Superlative Violence.

Sandra Blakeslee’s NY Times piece “Computing Crime and Punishment,” while very interesting (it’s about the use of the trial records of the Old Bailey to help analyze in detail how the British criminal justice system came to distinguish between violent and nonviolent crimes), doesn’t have much to do with language until the end:

To simplify their task, the researchers turned to the 1911 edition of Roget’s Thesaurus, which sorts 26,000 distinct English words into 1,040 numbered categories called synonym sets. For example, words involving love and affection are in the high 800s, money and wealth in the low 800s. “Kick,” as in striking a blow, is No. 276, while killing is No. 361.

“The beauty of this,” Dr. DeDeo said, “is that for every word we have a number that equates with a meaning” that can be modeled mathematically.

One key finding is the gradual criminalization of violence.

In the early 1700s, violence was considered routine. [...]

Over time, the transcripts have more superlatives and intensifiers — words like “very,” “so much,” “most” — in reference to acts of violence. Exaggeration is normal in a courtroom, but violence brings out more hyperbole; if someone steals your wallet, you are upset, but if someone beats you up, you are likely to use stronger language.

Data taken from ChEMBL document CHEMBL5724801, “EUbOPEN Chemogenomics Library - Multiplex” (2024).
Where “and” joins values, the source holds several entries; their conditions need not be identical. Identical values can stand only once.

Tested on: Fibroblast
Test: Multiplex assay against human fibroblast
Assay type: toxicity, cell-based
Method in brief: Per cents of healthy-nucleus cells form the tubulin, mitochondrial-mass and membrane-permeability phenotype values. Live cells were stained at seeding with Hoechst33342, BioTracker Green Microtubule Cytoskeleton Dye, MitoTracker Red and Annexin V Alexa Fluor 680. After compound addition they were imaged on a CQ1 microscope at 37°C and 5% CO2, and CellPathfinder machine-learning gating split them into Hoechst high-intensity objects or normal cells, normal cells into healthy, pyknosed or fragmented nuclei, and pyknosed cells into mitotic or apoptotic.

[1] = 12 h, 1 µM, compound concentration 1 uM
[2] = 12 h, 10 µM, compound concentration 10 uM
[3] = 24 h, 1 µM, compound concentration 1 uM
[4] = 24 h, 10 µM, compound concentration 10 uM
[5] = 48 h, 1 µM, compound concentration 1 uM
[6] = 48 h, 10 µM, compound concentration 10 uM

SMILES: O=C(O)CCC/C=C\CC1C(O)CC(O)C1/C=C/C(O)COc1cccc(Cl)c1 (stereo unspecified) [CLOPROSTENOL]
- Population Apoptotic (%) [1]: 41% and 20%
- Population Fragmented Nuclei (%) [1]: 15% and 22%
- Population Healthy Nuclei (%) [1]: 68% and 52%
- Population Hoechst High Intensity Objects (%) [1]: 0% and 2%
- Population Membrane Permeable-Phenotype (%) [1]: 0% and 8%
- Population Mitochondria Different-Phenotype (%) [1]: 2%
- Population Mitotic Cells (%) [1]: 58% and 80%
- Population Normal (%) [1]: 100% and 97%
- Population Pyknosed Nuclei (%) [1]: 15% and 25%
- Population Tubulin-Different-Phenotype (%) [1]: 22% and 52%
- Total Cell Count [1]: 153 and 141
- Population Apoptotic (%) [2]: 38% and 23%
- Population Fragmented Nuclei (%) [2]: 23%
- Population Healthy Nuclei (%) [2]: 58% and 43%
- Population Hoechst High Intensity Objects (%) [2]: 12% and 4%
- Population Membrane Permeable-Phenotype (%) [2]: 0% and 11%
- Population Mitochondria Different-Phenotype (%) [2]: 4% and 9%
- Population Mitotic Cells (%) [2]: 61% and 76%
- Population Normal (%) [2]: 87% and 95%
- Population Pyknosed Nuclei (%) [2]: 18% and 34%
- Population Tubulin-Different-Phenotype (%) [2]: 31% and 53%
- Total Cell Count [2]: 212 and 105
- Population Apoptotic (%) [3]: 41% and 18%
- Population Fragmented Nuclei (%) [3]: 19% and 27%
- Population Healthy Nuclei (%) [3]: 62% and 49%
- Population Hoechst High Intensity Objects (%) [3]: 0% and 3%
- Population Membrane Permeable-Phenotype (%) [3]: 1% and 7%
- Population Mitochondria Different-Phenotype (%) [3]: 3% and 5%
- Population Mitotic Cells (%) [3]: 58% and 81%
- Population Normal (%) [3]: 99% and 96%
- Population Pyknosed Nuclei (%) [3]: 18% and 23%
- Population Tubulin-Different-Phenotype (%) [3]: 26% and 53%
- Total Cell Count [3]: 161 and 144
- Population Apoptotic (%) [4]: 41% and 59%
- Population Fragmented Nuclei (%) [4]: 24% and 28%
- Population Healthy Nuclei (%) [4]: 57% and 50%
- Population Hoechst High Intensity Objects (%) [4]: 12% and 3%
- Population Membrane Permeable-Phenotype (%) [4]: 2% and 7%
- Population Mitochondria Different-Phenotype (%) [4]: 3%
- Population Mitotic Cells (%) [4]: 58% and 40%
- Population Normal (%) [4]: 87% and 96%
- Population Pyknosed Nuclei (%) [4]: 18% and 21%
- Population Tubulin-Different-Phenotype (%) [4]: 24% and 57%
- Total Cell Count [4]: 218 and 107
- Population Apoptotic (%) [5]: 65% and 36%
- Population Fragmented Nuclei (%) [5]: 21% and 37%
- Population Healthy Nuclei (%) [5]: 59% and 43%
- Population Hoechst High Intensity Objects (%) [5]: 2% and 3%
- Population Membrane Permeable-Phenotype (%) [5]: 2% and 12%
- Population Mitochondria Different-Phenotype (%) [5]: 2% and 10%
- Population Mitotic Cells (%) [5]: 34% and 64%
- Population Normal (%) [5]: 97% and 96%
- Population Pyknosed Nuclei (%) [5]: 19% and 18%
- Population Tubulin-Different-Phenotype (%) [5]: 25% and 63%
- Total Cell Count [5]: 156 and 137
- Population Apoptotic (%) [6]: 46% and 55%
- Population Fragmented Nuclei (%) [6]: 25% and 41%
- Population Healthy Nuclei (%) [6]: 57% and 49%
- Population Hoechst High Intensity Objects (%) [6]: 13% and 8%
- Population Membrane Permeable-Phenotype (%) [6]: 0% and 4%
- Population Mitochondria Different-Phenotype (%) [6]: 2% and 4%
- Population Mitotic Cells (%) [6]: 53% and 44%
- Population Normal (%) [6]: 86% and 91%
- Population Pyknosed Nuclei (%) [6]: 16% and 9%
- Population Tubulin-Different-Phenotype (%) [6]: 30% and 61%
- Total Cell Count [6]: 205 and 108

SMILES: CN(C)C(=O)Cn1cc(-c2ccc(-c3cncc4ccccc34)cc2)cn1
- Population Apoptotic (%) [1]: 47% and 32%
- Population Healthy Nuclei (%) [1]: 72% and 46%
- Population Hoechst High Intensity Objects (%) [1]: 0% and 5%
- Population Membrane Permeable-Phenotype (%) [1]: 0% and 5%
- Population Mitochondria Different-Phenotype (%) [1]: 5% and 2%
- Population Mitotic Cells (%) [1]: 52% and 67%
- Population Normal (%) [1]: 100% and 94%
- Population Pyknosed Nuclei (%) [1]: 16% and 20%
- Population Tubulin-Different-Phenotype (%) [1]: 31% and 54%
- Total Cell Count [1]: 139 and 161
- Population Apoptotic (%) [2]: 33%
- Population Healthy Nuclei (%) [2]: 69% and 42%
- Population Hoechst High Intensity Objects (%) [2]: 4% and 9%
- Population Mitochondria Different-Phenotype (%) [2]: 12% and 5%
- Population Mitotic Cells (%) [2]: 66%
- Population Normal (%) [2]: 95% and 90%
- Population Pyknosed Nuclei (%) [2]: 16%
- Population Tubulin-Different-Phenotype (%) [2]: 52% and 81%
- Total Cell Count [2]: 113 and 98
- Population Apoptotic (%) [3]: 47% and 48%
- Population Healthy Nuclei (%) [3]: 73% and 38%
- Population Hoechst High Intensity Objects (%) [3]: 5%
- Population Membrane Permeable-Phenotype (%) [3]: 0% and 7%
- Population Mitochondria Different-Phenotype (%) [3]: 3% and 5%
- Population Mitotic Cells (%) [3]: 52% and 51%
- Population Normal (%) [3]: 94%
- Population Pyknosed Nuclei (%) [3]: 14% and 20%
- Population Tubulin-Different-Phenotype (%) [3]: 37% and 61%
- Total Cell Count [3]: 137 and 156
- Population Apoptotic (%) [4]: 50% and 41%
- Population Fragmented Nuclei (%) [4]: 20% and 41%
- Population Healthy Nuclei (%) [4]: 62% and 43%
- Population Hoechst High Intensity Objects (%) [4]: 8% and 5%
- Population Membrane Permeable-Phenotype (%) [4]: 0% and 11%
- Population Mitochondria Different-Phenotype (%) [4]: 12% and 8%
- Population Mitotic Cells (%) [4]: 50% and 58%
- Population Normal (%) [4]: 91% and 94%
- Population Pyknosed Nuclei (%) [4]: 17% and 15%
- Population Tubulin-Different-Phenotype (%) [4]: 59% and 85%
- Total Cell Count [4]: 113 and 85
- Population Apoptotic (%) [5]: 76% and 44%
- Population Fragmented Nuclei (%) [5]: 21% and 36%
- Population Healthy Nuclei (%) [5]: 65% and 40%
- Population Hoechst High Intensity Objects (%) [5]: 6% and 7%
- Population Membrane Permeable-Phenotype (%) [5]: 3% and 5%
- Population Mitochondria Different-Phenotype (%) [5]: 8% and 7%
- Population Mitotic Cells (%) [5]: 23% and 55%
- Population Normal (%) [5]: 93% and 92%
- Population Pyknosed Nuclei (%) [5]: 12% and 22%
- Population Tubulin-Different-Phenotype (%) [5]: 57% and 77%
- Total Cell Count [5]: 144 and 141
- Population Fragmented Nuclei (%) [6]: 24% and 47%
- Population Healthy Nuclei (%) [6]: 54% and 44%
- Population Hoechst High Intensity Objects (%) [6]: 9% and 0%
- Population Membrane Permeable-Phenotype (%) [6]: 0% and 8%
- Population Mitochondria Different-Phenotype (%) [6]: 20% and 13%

Apparently, the Old Bailey corpus is “the largest existing body of transcribed trial evidence for historical crime” and “the most detailed recording of real speech in printed form anywhere in the world.” Thanks, Kobi!

Comments

  1. WordNet does rather better, with some 117,000 synsets; furthermore, it defines a lot of useful ontological relations between the synsets.

  2. On the topic of evolving attitudes to violence see “Justice and the Mare’s Ale: Law and Disorder in Seventeenth-Century England” by Alan Macfarlane.

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